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Does Fault Play a Role in Workers’ Compensation Eligibility?

Workers’ compensation insurance is designed to protect both employers and their employees in the event that someone is injured on the job. Each state has its own coverage requirements, and companies that do not abide by them can find themselves in serious financial trouble.

In the state of Louisiana, for example, nearly all public and private employers are required to purchase workers’ compensation insurance. They can do so by turning to an authorized insurance company that has been licensed to sell such policies. Once they purchase coverage, they must provide proof of the policy to the Office of Workers’ Compensation Administration, or they will face various fines and penalties.

Purchasing such coverage may seem like just another operational cost, but at the end of the day, it is a sound investment. Workers’ comp is designed to protect businesses from lawsuits when their employees are hurt while performing job-related duties.

These benefits also protect injured employees who might otherwise struggle financially while they are recovering from injuries. Securing the benefits that you deserve is rarely a straightforward process, though, and hurdles are likely to arise along the way.

If you were hurt at work and you want to apply for benefits—or you already submitted a claim but it was denied—contact Laborde Earles Law Firm. Our legal team will review the details of your case and help you determine the best way to proceed. Call 800-522-6733 to schedule a free consultation with a personal injury attorney in Marksville.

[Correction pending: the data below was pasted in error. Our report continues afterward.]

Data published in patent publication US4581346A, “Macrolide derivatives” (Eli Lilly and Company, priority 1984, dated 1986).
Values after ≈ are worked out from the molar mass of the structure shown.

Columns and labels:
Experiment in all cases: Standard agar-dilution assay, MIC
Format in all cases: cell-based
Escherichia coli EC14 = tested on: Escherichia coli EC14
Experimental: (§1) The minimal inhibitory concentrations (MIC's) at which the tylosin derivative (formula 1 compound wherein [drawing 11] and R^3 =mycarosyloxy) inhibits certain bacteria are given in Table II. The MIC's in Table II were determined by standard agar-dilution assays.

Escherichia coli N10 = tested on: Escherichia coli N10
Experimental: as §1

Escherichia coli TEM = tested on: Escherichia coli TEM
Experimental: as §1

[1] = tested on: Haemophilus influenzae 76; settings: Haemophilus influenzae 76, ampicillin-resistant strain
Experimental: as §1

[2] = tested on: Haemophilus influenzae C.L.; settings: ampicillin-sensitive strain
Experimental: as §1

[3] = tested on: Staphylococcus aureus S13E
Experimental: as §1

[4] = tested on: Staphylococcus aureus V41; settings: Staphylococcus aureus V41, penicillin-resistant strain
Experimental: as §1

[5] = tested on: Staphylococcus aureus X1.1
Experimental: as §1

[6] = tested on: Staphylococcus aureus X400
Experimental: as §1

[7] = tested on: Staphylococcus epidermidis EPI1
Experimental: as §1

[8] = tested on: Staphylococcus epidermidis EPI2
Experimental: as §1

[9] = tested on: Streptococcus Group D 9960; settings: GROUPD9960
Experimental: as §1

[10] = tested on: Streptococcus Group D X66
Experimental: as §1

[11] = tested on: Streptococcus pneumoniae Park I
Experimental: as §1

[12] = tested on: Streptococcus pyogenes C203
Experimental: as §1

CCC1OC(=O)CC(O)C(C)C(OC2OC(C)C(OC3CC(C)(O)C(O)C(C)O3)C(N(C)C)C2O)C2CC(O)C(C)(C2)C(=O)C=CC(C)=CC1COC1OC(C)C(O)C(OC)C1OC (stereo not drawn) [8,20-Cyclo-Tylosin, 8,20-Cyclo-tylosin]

Does Fault Play a Role in Workers’ Compensation Eligibility?

According to the Louisiana Workforce Commission, fault does not typically play a role when it comes to eligibility for workers’ compensation benefits. Thus, you should theoretically be able to file a successful claim regardless if you or your employer was responsible for the incident that caused your injuries.

In most cases, the circumstances of the accident do not matter as long as it occurred within the scope of your employment. Of course, this rule is like any other in that it has exceptions, and in this case, they typically apply to egregious misconduct.

For example, if impairment played a role in the accident or you intentionally hurt yourself in order to collect benefits, you will not be eligible for workers’ compensation benefits. Likewise, your employer will not have protection from a personal injury lawsuit if your injuries were the direct result of their intentional misconduct or egregious negligence. Willfully violating safety standards set forth by the Occupational Safety and Health Administration is just one example of egregious negligence.

If you were hurt at work but your employer’s insurance provider is not working with you, contact Laborde Earles Law Firm. A compassionate personal injury lawyer in Marksville will respond to every one of the insurance company’s requests on your behalf. Call 800-522-6733 to schedule a free case evaluation.